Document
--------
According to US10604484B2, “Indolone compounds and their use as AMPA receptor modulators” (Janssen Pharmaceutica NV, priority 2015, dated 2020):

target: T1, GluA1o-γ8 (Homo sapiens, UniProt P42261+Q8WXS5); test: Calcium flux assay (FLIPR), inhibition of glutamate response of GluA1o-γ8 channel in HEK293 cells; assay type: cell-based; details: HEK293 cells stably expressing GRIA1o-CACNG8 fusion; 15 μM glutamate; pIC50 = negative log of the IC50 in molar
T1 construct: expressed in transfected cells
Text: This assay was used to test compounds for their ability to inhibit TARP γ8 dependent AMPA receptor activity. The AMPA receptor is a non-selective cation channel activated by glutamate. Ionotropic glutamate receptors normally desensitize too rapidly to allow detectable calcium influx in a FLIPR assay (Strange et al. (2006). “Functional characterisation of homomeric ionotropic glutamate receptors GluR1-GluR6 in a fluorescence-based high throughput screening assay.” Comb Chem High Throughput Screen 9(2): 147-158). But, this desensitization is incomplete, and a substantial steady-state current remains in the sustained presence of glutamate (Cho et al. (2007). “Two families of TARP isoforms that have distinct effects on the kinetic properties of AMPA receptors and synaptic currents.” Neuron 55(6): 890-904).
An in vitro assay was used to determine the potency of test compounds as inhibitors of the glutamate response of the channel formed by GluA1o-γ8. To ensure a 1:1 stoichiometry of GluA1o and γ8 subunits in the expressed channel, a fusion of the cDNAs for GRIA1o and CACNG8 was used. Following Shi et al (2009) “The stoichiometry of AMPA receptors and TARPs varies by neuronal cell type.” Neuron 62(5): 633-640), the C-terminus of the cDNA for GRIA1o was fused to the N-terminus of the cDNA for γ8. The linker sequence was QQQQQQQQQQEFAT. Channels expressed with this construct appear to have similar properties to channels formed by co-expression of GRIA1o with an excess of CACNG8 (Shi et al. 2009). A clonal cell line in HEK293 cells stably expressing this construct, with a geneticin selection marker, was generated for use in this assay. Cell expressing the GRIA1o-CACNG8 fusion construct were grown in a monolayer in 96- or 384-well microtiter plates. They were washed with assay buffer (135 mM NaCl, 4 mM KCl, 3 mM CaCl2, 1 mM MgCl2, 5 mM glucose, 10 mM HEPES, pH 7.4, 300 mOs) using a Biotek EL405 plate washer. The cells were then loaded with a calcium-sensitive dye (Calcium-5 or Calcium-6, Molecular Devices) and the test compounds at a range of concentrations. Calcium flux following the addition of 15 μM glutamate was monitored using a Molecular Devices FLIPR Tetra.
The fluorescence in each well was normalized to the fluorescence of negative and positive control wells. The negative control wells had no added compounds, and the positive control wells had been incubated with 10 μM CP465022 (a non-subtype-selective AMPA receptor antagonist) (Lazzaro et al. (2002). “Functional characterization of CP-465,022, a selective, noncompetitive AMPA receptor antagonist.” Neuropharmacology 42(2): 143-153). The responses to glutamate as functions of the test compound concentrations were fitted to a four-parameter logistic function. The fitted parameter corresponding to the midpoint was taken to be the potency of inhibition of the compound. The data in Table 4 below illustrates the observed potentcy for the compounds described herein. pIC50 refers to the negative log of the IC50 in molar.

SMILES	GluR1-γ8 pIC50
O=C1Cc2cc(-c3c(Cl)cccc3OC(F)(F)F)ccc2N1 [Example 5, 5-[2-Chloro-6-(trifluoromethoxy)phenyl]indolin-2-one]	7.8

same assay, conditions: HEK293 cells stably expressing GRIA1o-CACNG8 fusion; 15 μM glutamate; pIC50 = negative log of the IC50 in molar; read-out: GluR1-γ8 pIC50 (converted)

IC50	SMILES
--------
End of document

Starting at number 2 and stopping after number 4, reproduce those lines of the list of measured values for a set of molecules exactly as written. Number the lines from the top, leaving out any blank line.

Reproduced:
target: T1, GluA1o-γ8 (Homo sapiens, UniProt P42261+Q8WXS5); test: Calcium flux assay (FLIPR), inhibition of glutamate response of GluA1o-γ8 channel in HEK293 cells; assay type: cell-based; details: HEK293 cells stably expressing GRIA1o-CACNG8 fusion; 15 μM glutamate; pIC50 = negative log of the IC50 in molar
T1 construct: expressed in transfected cells
Text: This assay was used to test compounds for their ability to inhibit TARP γ8 dependent AMPA receptor activity. The AMPA receptor is a non-selective cation channel activated by glutamate. Ionotropic glutamate receptors normally desensitize too rapidly to allow detectable calcium influx in a FLIPR assay (Strange et al. (2006). “Functional characterisation of homomeric ionotropic glutamate receptors GluR1-GluR6 in a fluorescence-based high throughput screening assay.” Comb Chem High Throughput Screen 9(2): 147-158). But, this desensitization is incomplete, and a substantial steady-state current remains in the sustained presence of glutamate (Cho et al. (2007). “Two families of TARP isoforms that have distinct effects on the kinetic properties of AMPA receptors and synaptic currents.” Neuron 55(6): 890-904).